Myth or legend has it that about fifteen hundred years ago St. Patrick used the shamrock to illustrate and explain the Blessed Trinity to the pagan Irish. The Irish were an unruly lot and the last of the Caucasian race to come into civilization. Their becoming civilized occurred when the Roman legions conquered them after several ill- fated attempts. But the shamrock was a breakthrough and the Irish have revered it through the centuries.
Now ‘hisself,’ being of some Irish blood, fancies the shamrock as well. I find the plant lovely and gentle. Maybe one day, when I am in the ground, someone will come and put a shamrock on my final retirement property and murmur an ‘Ave’ there for me.
When I got my first computer in 1999 I wanted the email address “IrelandForever”. It was unavailable on any server. So I settled on a number of ’shamrock’ email addresses. Shortly thereafter I discovered penpals and emailing. In time I started sharing my stories with these people. By far, most responses were quite favorable. In time I felt as though I was setting flowers along my walk for passersby to admire. I imagined my stories as those flowers or shamrocks. And so it was that I dubbed my stories “Shamrocks”. Come see what I have done.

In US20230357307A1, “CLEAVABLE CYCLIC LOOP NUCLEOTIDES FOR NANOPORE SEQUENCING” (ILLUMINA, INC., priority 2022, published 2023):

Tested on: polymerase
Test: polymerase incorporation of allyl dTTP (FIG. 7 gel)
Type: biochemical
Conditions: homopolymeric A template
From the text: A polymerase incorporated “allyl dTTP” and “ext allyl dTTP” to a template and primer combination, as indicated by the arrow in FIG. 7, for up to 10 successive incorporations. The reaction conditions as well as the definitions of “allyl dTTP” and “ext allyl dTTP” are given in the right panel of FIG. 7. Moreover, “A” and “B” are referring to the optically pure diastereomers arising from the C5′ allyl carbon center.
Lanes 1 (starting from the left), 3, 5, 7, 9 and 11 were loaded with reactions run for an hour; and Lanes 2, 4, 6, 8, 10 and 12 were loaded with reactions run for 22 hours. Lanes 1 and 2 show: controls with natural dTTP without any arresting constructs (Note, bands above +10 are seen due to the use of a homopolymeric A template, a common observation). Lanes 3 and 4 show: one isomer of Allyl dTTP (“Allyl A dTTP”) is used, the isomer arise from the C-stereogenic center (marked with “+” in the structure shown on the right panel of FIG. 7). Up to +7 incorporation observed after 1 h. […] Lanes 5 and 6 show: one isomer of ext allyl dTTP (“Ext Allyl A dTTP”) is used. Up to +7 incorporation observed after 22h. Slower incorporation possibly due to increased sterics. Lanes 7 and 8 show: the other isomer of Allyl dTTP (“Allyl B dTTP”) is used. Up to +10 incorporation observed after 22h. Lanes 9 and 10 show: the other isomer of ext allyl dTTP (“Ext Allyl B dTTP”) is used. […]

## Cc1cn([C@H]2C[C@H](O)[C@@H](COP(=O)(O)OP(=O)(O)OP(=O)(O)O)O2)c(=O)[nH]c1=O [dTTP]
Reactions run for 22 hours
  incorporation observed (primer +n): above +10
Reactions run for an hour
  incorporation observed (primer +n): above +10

Have I tended my Shamrocks with loving care?
About the Book
This book is constructed in five sections containing more than 300 pages and 80 stories:
- My family. The life and death of my teenage son Kerry.
- My alcoholism and subsequent recovery.
- Life and Living and Death and Dying.
- The last two sections highlight some thirty other interesting individuals and their fates.
- This book is a result of the promise I made to Kerry before he died, that people would know he was here and how he conducted himself.
I encourage the reader to follow a breadcrumb trail as the eighty some stories intertwine. For those with questions a contact email address is provided. I would enjoy hearing from you.
I try to tell my stories as if you and I are sitting on a park bench in a pastoral setting with some ducks across the way swimming on a pond. I’m on your right with my legs crossed - ankle upon knee. My left arm is extended along the back of the park bench. As the subjects of conversation change, I touch you on the shoulder and say, “Let me tell you about…”